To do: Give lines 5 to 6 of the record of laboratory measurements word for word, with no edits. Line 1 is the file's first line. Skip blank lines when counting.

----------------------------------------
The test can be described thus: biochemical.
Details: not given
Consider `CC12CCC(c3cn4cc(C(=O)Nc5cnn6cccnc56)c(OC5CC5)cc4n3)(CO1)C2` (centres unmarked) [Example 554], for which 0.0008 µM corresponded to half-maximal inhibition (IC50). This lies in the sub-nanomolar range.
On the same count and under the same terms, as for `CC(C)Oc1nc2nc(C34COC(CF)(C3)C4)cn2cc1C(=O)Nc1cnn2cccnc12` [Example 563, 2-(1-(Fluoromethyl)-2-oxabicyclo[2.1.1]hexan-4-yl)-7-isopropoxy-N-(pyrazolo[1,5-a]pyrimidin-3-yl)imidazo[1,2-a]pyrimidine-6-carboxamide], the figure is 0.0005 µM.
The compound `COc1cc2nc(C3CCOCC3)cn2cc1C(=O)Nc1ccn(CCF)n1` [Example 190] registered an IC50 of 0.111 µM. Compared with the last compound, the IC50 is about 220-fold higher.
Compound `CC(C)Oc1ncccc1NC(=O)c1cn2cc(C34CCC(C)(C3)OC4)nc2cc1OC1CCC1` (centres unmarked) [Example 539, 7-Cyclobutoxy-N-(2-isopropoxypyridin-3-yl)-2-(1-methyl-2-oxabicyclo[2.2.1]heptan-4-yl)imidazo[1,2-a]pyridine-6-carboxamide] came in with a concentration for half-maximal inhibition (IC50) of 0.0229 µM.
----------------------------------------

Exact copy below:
The compound `COc1cc2nc(C3CCOCC3)cn2cc1C(=O)Nc1ccn(CCF)n1` [Example 190] registered an IC50 of 0.111 µM. Compared with the last compound, the IC50 is about 220-fold higher.
Compound `CC(C)Oc1ncccc1NC(=O)c1cn2cc(C34CCC(C)(C3)OC4)nc2cc1OC1CCC1` (centres unmarked) [Example 539, 7-Cyclobutoxy-N-(2-isopropoxypyridin-3-yl)-2-(1-methyl-2-oxabicyclo[2.2.1]heptan-4-yl)imidazo[1,2-a]pyridine-6-carboxamide] came in with a concentration for half-maximal inhibition (IC50) of 0.0229 µM.